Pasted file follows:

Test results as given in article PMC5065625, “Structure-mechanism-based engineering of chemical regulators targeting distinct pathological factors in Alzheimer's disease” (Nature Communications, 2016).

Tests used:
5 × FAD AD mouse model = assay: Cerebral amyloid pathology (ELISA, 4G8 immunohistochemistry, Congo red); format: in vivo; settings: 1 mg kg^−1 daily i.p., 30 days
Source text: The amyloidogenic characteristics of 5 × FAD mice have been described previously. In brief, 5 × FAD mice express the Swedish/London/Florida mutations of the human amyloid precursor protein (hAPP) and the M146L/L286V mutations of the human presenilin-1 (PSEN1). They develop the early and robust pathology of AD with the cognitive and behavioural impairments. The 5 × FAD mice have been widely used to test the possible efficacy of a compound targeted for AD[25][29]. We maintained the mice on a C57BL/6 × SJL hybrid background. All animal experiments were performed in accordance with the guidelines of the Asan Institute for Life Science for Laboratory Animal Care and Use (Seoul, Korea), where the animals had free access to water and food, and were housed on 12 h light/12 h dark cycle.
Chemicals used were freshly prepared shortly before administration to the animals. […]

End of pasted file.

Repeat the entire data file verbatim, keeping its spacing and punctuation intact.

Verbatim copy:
Test results as given in article PMC5065625, “Structure-mechanism-based engineering of chemical regulators targeting distinct pathological factors in Alzheimer's disease” (Nature Communications, 2016).

Tests used:
5 × FAD AD mouse model = assay: Cerebral amyloid pathology (ELISA, 4G8 immunohistochemistry, Congo red); format: in vivo; settings: 1 mg kg^−1 daily i.p., 30 days
Source text: The amyloidogenic characteristics of 5 × FAD mice have been described previously. In brief, 5 × FAD mice express the Swedish/London/Florida mutations of the human amyloid precursor protein (hAPP) and the M146L/L286V mutations of the human presenilin-1 (PSEN1). They develop the early and robust pathology of AD with the cognitive and behavioural impairments. The 5 × FAD mice have been widely used to test the possible efficacy of a compound targeted for AD[25][29]. We maintained the mice on a C57BL/6 × SJL hybrid background. All animal experiments were performed in accordance with the guidelines of the Asan Institute for Life Science for Laboratory Animal Care and Use (Seoul, Korea), where the animals had free access to water and food, and were housed on 12 h light/12 h dark cycle.
Chemicals used were freshly prepared shortly before administration to the animals. […]